David Johnson’s Strength, Speed, and Agility Football Workout

“The most important factor when training athletes—like David Johnson, running back for the Arizona Cardinals—is you don’t want to hurt them,” says Nike Master Trainer, Joe Holder.

They’re not dainty, by any means (just watch Johnson crush a 500-lb squat). But they’re different from us.

“They’re thoroughbreds,” Holder explains.

In the off-season, football players need to build a proper base, striving to enhance their performance with every workout. And during the playing season, the focus is on making sure they don’t get hurt and preventing performance decrement.

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“So you have a mix of both performance and health exercises placed properly within a workout,” Holder explains.

This will prime athletes to be better in their sport, not just better in the weight room. Everything that’s done in the gym has to translate onto the field.

So we got Johnson in the gym at Nike’s New York Headquarters during his off-season, gearing up for organized team activities, and put him through a solid session focused on the skills he needs as a sprint athlete.

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“As a running back—and football players in general—plays last under 15 seconds with a decent amount of time in between,” Holder says. “This means they need to have a quality aerobic base so they can recover quickly and tap into their explosive potential. Multi-plane movement and strength, especially through joint angles, and the ability to withstand different forces being applied to the body is a must.”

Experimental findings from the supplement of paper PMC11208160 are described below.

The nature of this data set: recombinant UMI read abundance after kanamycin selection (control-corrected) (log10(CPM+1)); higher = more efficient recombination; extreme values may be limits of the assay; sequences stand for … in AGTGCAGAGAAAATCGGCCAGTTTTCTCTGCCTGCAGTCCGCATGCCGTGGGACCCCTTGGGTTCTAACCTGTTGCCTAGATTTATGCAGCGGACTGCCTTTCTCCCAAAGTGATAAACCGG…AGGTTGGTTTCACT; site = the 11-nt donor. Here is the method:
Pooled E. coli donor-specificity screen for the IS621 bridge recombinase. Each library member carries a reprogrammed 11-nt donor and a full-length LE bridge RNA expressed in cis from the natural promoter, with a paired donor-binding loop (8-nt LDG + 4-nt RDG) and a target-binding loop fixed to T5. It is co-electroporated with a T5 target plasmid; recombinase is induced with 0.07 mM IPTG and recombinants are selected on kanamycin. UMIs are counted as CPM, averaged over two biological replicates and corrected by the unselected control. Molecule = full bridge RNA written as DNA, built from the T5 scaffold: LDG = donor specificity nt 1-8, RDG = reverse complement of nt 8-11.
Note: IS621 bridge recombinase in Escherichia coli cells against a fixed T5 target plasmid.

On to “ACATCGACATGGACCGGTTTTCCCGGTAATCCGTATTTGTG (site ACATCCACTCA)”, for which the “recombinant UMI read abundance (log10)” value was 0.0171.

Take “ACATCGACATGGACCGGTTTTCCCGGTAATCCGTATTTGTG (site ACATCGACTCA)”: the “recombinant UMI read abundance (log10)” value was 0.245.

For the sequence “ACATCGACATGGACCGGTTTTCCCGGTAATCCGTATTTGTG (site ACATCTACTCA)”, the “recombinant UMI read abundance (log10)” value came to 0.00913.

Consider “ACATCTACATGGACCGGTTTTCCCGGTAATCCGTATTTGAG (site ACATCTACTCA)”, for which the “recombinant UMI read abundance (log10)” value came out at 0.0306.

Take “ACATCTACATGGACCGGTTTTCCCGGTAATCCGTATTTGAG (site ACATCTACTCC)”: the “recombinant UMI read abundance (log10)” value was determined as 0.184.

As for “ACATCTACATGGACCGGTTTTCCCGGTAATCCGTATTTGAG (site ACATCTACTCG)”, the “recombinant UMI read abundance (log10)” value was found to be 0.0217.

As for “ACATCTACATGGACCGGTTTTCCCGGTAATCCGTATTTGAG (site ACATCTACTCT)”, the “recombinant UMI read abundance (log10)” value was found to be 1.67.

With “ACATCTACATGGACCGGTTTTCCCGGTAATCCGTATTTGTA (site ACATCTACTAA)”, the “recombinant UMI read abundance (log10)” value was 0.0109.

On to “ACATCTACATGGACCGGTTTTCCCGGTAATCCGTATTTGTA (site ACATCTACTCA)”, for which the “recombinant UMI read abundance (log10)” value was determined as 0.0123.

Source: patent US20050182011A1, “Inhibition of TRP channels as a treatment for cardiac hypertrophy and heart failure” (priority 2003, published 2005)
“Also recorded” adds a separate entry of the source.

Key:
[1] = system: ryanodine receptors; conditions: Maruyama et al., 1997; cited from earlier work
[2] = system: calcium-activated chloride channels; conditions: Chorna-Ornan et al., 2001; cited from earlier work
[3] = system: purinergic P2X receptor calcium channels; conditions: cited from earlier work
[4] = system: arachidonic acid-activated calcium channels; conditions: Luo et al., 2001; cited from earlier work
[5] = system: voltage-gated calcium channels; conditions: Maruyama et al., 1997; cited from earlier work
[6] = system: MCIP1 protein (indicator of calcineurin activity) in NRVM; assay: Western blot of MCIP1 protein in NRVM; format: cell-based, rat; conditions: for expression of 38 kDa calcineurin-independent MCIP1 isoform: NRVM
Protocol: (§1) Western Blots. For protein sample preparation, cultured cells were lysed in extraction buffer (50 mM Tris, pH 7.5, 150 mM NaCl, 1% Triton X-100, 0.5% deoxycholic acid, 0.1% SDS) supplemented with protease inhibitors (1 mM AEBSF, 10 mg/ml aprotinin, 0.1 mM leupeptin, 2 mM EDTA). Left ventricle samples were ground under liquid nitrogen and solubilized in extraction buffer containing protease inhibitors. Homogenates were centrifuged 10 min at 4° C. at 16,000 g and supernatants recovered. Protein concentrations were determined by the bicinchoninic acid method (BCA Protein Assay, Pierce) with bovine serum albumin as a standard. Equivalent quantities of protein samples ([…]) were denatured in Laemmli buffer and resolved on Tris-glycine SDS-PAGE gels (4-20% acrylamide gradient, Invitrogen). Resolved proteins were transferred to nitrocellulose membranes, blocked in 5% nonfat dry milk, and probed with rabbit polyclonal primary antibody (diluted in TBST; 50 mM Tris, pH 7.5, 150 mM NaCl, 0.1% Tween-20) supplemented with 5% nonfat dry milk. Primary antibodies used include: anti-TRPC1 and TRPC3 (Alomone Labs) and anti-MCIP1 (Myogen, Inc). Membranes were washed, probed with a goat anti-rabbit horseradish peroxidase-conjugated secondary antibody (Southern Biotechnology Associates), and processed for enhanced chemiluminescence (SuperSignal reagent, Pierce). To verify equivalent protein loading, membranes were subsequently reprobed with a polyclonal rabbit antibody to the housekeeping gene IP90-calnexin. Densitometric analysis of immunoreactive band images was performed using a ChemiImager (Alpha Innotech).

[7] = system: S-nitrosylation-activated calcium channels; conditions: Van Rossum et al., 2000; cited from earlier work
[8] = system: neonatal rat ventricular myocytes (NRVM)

Watch our senior editor, Brittany Smith, go head-to-head with Johnson in the ultimate strength, speed, and agility running back workout. Try it yourself with the how-to below.

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Self myofascial release: Use a vibrating foam roller on a low-level setting to get deeper into the muscles and fascia and prime your body.

PART I: Reactive Series

1. Partner Mirror Drills

How to do it: One partner will be the bait—or, the “rabbit”—who’ll shuffle side to side. The other partner will be the “dog,” mirroring the moves of the rabbit. The rabbit will move quickly and randomly, trying to shake the dog. After 15-20 seconds, switch roles. Do one round.

2. Lacrosse Ball Drop

How to do it: Football players often respond to silent counts, or have to react to an external stimulus. With this drill, Partner A will hold a lacrosse ball. Partner B will stand behind a series of mini cones, about 10 feet away from Partner A, and come into an athletic stance, ready to pounce. Partner A will randomly drop the lacrosse ball, and Partner B will snap into action, sprinting around the cone, attempting to catch the ball before it bounces twice. This works on acceleration and linear speed. Switch roles between reps; complete 5 times each.

3. Hurdle Hole Series

How to do it: Set up mini hurdles every few feet as linemen on the line of scrimmage. Each space represents a “gap”: Running backs have specific gaps they typically have to hit during a play. Sometimes that gap changes, depending on what happens in the play, so this drill mimics that lateral shuffle to explode. Partner A will come into an athletic stance and shuffle as quickly as possible side to side, while Partner B will stand behind them. On Partner B’s command, Partner A will explode and run through the gap he’s in front of. Switch roles between reps; complete 5 rounds each.

4. Watt Bike Conditioning

How to do it: Partner A will hop on a Wattbike or Airdyne bike; the air and magnetic resistance will give you a great deal of feedback regarding your power output. Sprint on the bike for 10 seconds, giving your maximum effort, then jog on a treadmill for 60-90 seconds to recover while Partner B works on the bike. Switch on and off, completing 3 rounds.